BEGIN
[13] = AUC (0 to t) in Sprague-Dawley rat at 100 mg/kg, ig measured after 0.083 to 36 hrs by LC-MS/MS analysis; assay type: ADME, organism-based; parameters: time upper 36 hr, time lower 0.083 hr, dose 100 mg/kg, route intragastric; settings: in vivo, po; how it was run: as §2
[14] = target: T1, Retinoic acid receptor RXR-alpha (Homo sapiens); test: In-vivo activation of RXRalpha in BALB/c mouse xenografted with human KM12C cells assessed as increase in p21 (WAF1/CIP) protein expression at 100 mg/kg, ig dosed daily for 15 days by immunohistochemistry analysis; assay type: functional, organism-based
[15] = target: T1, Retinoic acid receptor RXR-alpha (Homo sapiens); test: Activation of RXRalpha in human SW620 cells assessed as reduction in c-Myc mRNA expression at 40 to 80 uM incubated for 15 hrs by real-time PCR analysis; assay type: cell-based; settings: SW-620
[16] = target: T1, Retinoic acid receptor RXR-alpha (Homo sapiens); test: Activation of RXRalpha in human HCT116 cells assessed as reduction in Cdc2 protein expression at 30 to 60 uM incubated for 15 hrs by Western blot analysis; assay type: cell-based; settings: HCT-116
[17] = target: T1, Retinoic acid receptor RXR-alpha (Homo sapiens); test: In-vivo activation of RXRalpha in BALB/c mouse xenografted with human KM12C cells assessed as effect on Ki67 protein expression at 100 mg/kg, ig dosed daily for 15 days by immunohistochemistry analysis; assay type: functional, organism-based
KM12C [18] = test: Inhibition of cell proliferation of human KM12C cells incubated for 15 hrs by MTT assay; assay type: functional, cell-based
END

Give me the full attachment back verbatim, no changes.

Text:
[13] = AUC (0 to t) in Sprague-Dawley rat at 100 mg/kg, ig measured after 0.083 to 36 hrs by LC-MS/MS analysis; assay type: ADME, organism-based; parameters: time upper 36 hr, time lower 0.083 hr, dose 100 mg/kg, route intragastric; settings: in vivo, po; how it was run: as §2
[14] = target: T1, Retinoic acid receptor RXR-alpha (Homo sapiens); test: In-vivo activation of RXRalpha in BALB/c mouse xenografted with human KM12C cells assessed as increase in p21 (WAF1/CIP) protein expression at 100 mg/kg, ig dosed daily for 15 days by immunohistochemistry analysis; assay type: functional, organism-based
[15] = target: T1, Retinoic acid receptor RXR-alpha (Homo sapiens); test: Activation of RXRalpha in human SW620 cells assessed as reduction in c-Myc mRNA expression at 40 to 80 uM incubated for 15 hrs by real-time PCR analysis; assay type: cell-based; settings: SW-620
[16] = target: T1, Retinoic acid receptor RXR-alpha (Homo sapiens); test: Activation of RXRalpha in human HCT116 cells assessed as reduction in Cdc2 protein expression at 30 to 60 uM incubated for 15 hrs by Western blot analysis; assay type: cell-based; settings: HCT-116
[17] = target: T1, Retinoic acid receptor RXR-alpha (Homo sapiens); test: In-vivo activation of RXRalpha in BALB/c mouse xenografted with human KM12C cells assessed as effect on Ki67 protein expression at 100 mg/kg, ig dosed daily for 15 days by immunohistochemistry analysis; assay type: functional, organism-based
KM12C [18] = test: Inhibition of cell proliferation of human KM12C cells incubated for 15 hrs by MTT assay; assay type: functional, cell-based